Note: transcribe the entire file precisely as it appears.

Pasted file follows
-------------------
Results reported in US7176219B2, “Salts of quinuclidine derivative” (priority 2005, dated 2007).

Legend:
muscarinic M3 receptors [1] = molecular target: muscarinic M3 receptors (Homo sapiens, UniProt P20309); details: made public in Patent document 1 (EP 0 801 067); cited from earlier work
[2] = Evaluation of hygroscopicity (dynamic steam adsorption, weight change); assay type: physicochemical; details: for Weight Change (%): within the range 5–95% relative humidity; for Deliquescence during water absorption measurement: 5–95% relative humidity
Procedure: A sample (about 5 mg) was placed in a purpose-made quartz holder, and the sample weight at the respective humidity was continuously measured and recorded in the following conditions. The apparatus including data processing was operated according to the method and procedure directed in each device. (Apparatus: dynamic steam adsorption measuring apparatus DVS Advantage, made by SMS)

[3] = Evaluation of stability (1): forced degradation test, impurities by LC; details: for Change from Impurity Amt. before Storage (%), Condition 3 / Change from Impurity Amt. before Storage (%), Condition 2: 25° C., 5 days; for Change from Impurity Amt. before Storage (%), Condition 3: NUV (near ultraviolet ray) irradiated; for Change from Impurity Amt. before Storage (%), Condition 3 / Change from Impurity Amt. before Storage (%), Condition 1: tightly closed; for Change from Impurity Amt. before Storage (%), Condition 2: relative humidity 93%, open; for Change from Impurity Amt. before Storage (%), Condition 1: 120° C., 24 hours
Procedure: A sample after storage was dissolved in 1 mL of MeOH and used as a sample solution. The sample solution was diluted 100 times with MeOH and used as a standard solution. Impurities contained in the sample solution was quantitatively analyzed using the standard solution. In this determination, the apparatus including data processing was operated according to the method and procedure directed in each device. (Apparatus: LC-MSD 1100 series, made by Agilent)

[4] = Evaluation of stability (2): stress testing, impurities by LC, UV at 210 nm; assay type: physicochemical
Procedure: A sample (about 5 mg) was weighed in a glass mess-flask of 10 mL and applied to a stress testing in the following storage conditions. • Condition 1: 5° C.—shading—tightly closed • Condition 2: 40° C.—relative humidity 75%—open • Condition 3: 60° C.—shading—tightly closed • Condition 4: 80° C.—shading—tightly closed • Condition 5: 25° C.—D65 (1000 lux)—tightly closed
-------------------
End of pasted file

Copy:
Results reported in US7176219B2, “Salts of quinuclidine derivative” (priority 2005, dated 2007).

Legend:
muscarinic M3 receptors [1] = molecular target: muscarinic M3 receptors (Homo sapiens, UniProt P20309); details: made public in Patent document 1 (EP 0 801 067); cited from earlier work
[2] = Evaluation of hygroscopicity (dynamic steam adsorption, weight change); assay type: physicochemical; details: for Weight Change (%): within the range 5–95% relative humidity; for Deliquescence during water absorption measurement: 5–95% relative humidity
Procedure: A sample (about 5 mg) was placed in a purpose-made quartz holder, and the sample weight at the respective humidity was continuously measured and recorded in the following conditions. The apparatus including data processing was operated according to the method and procedure directed in each device. (Apparatus: dynamic steam adsorption measuring apparatus DVS Advantage, made by SMS)

[3] = Evaluation of stability (1): forced degradation test, impurities by LC; details: for Change from Impurity Amt. before Storage (%), Condition 3 / Change from Impurity Amt. before Storage (%), Condition 2: 25° C., 5 days; for Change from Impurity Amt. before Storage (%), Condition 3: NUV (near ultraviolet ray) irradiated; for Change from Impurity Amt. before Storage (%), Condition 3 / Change from Impurity Amt. before Storage (%), Condition 1: tightly closed; for Change from Impurity Amt. before Storage (%), Condition 2: relative humidity 93%, open; for Change from Impurity Amt. before Storage (%), Condition 1: 120° C., 24 hours
Procedure: A sample after storage was dissolved in 1 mL of MeOH and used as a sample solution. The sample solution was diluted 100 times with MeOH and used as a standard solution. Impurities contained in the sample solution was quantitatively analyzed using the standard solution. In this determination, the apparatus including data processing was operated according to the method and procedure directed in each device. (Apparatus: LC-MSD 1100 series, made by Agilent)

[4] = Evaluation of stability (2): stress testing, impurities by LC, UV at 210 nm; assay type: physicochemical
Procedure: A sample (about 5 mg) was weighed in a glass mess-flask of 10 mL and applied to a stress testing in the following storage conditions. • Condition 1: 5° C.—shading—tightly closed • Condition 2: 40° C.—relative humidity 75%—open • Condition 3: 60° C.—shading—tightly closed • Condition 4: 80° C.—shading—tightly closed • Condition 5: 25° C.—D65 (1000 lux)—tightly closed